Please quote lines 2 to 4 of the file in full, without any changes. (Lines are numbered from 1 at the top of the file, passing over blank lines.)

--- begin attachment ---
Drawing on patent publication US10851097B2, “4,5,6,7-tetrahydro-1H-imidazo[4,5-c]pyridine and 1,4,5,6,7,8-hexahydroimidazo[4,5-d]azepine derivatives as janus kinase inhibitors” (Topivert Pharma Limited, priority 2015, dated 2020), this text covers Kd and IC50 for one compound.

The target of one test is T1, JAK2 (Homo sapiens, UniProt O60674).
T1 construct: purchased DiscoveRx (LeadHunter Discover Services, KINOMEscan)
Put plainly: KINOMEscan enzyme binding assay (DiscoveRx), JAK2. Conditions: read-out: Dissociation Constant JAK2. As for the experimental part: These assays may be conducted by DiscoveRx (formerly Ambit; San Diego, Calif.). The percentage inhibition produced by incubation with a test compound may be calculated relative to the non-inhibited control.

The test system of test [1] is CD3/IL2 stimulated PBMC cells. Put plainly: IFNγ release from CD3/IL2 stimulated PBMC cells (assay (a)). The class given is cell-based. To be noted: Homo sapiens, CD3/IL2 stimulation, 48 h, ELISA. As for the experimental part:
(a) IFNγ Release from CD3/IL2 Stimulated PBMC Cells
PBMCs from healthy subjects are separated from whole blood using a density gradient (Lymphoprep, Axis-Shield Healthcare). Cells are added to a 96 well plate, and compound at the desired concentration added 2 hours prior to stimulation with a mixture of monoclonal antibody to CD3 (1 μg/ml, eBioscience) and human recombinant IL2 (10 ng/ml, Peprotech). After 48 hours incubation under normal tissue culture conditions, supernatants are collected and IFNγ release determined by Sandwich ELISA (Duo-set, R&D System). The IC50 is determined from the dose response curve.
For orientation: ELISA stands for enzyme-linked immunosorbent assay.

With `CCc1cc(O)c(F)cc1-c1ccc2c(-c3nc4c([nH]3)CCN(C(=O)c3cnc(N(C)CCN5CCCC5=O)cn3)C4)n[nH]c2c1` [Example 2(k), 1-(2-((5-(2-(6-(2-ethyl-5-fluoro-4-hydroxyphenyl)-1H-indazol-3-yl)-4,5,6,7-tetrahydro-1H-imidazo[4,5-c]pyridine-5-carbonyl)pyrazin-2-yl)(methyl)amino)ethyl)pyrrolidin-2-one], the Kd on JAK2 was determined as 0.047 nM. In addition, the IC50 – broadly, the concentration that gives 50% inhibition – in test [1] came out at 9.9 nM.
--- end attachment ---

The target of one test is T1, JAK2 (Homo sapiens, UniProt O60674).
T1 construct: purchased DiscoveRx (LeadHunter Discover Services, KINOMEscan)
Put plainly: KINOMEscan enzyme binding assay (DiscoveRx), JAK2. Conditions: read-out: Dissociation Constant JAK2. As for the experimental part: These assays may be conducted by DiscoveRx (formerly Ambit; San Diego, Calif.). The percentage inhibition produced by incubation with a test compound may be calculated relative to the non-inhibited control.